Wall Diving Essentials
- What is wall diving?
- Why go wall diving?
- Where to go wall diving
- When to go wall diving?
- What marine life can be seen when wall diving?
- Who can try wall diving?
- What wall diving gear do divers need?
- What diving skills do wall divers need?
- What are the main hazards of wall diving?
What is wall diving?
Wall diving involves diving alongside the edges of coral reefs, or reef walls, and other vertical underwater terrains. Reef walls can vary in size from just a few meters on part of a reef to walls that drop dramatically down for hundreds of meters and more.
Why go wall diving?
Wall diving is exhilarating and there is nothing quite like hovering at the edge of a wall and watching the vast inky depths of the ocean below. It offers the opportunity to enjoy striking and unique terrains, colourful coral formations, plentiful reef fish and larger pelagic species.
Where to go wall diving
There are numerous wall diving destinations for divers to experience the best wall diving in the world.
Wall diving Cayman Islands
Little Cayman’s Bloody Bay Wall is one of the best places for wall diving and is part of the underwater mountain range that makes up the Cayman Islands. The wall starts at 9 meters (30 feet) and drops dramatically to over 914 meters (3000 feet); offering one of the most sought-after and colourful dive sites in the Cayman Islands. The wall is covered in corals, fans, and sponges; including vase, tube and elephant ear sponges. Macro life at this dive sites includes arrow crabs, eels, shrimps and seahorses. Bloody Bay Wall liveaboard diving offers the chance to fully explore the wall and experience marine life such as eagle rays, turtles, moray eels and curious Nassau groupers.
Grand Cayman wall diving is well-known, and the Grand Cayman Wall runs around the island. There are a number of sites for diving the wall and experiencing scuba diving in Grand Cayman. The more remote Grand Cayman North Wall is a dive highlight and offers the chance to see sea turtles and hammerhead sharks whilst exploring the marine life on the wall itself. The east of the wall has caverns and swim-throughs, whilst the famous Stingray City dive site is in the north.
Wall diving Turks & Caicos
This lesser-known Caribbean destination has gained a reputation for its sheer coral walls that disappear into the depths to over 2000 meters (7000 feet) in places. West Caicos Island has numerous pelagic species that swim alongside pristine coral walls. Garden eels and stingrays hide amongst the sandy flats and the walls are covered in huge orange elephant ear sponges and staghorn corals. French Cay liveaboard diving offers the chance to explore a tiny atoll with a number of wall dives where divers can see pillar corals, sea fans, nurse sharks, and of course reef fish. The dive sites off Providenciales also have diverse marine life, but the main attraction are the black corals along the walls; including bushy, feathery, curly and tree-shaped corals. Columbus Passage lies out in the deep and is a 22 mile (35 kilometre) wide channel that separates the Turks from the Caicos. It is most famous for being a humpback whale migratory path to the Dominican Republic breeding grounds during the winter months. Scuba diving in Turks & Caicos has something for every diver.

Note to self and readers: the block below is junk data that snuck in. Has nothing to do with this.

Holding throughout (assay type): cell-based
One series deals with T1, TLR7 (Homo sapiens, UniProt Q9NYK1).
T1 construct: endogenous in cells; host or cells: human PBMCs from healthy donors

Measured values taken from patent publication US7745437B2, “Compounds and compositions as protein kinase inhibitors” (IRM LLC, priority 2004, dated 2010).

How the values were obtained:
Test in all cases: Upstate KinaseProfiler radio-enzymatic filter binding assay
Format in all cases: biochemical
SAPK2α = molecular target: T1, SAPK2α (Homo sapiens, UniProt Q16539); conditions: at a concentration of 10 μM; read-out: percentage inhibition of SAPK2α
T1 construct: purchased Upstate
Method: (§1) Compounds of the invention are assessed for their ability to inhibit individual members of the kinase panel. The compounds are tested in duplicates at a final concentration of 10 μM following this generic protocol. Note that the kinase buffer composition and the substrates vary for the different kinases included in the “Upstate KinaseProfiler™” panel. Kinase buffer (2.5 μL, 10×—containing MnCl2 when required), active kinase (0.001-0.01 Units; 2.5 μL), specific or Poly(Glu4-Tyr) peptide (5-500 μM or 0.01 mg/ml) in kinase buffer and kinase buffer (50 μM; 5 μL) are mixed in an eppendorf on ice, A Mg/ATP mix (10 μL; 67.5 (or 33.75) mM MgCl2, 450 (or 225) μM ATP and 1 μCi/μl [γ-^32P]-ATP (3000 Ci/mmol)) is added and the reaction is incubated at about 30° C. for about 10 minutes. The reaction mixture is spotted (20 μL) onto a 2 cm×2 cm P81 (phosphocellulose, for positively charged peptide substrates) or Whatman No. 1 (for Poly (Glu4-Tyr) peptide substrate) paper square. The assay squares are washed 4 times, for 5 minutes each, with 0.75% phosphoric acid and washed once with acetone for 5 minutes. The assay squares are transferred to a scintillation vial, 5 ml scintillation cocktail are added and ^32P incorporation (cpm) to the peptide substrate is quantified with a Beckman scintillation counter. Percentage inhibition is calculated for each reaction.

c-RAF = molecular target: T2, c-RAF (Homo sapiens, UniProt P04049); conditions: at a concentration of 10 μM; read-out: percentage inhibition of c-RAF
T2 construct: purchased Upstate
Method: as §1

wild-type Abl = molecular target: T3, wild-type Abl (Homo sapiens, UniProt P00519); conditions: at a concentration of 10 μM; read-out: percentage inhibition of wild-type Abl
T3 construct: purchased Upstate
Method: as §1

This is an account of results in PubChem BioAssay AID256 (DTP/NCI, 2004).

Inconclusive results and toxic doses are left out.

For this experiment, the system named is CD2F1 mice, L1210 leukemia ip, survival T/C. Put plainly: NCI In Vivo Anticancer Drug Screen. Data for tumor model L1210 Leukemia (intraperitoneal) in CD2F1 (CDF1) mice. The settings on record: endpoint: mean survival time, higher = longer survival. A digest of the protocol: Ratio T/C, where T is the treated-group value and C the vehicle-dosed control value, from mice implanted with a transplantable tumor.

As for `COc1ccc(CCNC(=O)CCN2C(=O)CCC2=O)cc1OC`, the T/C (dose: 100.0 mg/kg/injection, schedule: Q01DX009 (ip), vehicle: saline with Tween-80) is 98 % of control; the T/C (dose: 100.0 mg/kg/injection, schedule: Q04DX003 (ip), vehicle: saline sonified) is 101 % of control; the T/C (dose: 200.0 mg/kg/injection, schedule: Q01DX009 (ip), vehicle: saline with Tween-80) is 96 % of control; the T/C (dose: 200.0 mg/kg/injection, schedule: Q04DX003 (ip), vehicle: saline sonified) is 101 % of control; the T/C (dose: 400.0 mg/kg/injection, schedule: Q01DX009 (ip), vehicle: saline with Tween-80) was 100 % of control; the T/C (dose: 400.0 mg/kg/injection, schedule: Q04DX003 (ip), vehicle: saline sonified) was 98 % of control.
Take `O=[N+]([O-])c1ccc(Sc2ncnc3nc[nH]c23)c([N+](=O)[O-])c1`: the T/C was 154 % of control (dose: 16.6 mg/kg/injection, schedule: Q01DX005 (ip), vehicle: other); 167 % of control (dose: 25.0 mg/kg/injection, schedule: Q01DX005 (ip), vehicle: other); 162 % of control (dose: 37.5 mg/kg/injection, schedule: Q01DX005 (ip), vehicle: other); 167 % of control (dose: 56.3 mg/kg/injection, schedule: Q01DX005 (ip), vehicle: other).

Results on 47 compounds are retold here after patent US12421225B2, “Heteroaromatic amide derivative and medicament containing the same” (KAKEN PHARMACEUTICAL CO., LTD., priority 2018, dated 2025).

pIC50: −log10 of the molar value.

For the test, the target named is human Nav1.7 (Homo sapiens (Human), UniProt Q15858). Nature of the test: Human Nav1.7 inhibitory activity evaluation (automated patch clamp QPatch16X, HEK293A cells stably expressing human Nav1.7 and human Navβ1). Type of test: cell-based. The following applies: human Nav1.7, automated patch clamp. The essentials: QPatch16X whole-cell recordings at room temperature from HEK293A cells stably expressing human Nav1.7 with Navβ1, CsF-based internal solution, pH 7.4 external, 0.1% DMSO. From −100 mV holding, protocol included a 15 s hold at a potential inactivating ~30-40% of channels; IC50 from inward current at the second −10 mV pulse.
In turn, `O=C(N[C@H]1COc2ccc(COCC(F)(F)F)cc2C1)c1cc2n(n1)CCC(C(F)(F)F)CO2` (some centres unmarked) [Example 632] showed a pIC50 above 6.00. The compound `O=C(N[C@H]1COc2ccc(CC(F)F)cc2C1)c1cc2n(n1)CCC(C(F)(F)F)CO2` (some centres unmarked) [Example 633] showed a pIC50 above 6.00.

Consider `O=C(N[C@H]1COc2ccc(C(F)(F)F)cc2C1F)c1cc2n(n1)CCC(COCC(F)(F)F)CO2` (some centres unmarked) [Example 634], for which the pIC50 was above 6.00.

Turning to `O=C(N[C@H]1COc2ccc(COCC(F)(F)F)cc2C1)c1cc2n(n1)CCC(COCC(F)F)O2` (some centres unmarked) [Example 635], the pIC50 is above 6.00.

Wall diving Bahamas
Bahamas liveaboard diving offers the chance to experience Bahamas wall diving sites and vibrant coral reefs, including at the Exuma Cays. The Exumas are an archipelago of 365 cays and islands that offer unique diving opportunities, including the only tidal blue hole diving in the world. San Salvador is known for two things; hammerhead sharks and dramatic wall diving. The walls range from steep walls through to gradually descending slopes with cut-throughs and canyons. The Great Cut dive site is a descending slope dive with unique topography.
Wall Diving Honduras
The Cayman Trench off the coast of Roatan has dramatic wall dives, reefs, cracks and crevices to explore; from depths of 5 meters (16 feet) to 60 meters (196 feet). The area is famous for whale sharks, dolphins and rare black corals. One of Roatan’s most popular wall dives, West End Wall, is a series of canyons and channels that is ideal for divers and snorkelers. The site has large schools of barracuda, tarpon and jacks. Honduras liveaboard diving near Utila offers sheer walls on the north side and vibrant reefs on the south side. Guanaja, the most remote of the Bay Islands, has volcanic outcroppings and wall dives to explore, as well as reefs and wrecks. The diverse dive location is best experienced by Honduras liveaboard diving.
Wall Diving Belize
Diving in Belize is truly unique and is home to the longest unbroken barrier reef in the Western Hemisphere. Turneffe Atoll reef is made up of mangrove islands and offers big wall diving, as well as shallow sea gardens and sand flats. Whilst drifting by, divers can see moray eels, rays, turtles and an array of coral formations on the walls. Lighthouse Reef is one of the best places for wall diving and was made famous by Jacques Cousteau. The area is known for the Great Blue Hole but also has great wall diving, especially at Half Moon Caye. Divers can see Caribbean reefs sharks and plentiful macro life whilst diving Half Moon Caye. With little or no current, it’s a great dive for all.
Wall diving Hawaii
Divers are drawn to Hawaii for dramatic underwater landscapes of lava tubes, caverns and huge craters. There is some great Hawaii wall diving off Maui and the Molokini Crater is the most popular dive destination there. The depths range from 16 to 21 meters (52 to 68 feet) in the interior and over 100 meters (328 feet) on the exterior of the crater. Molokini Back Wall is a particularly popular wall dive. The song of humpback whales can be heard there from December to May and the area is known for manta and shark encounters. Hawaii liveaboard diving offers the opportunity to explore a variety of Hawaii’s dive sites.